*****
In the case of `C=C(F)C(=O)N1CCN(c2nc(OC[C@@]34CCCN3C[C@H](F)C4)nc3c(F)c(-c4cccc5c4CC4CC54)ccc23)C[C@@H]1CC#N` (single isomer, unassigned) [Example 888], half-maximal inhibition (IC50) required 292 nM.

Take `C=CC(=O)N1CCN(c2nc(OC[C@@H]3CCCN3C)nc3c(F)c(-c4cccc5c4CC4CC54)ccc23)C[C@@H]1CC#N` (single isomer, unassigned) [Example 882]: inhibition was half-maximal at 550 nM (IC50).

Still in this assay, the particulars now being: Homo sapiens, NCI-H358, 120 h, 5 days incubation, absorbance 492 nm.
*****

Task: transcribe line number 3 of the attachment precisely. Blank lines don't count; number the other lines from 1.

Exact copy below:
Still in this assay, the particulars now being: Homo sapiens, NCI-H358, 120 h, 5 days incubation, absorbance 492 nm.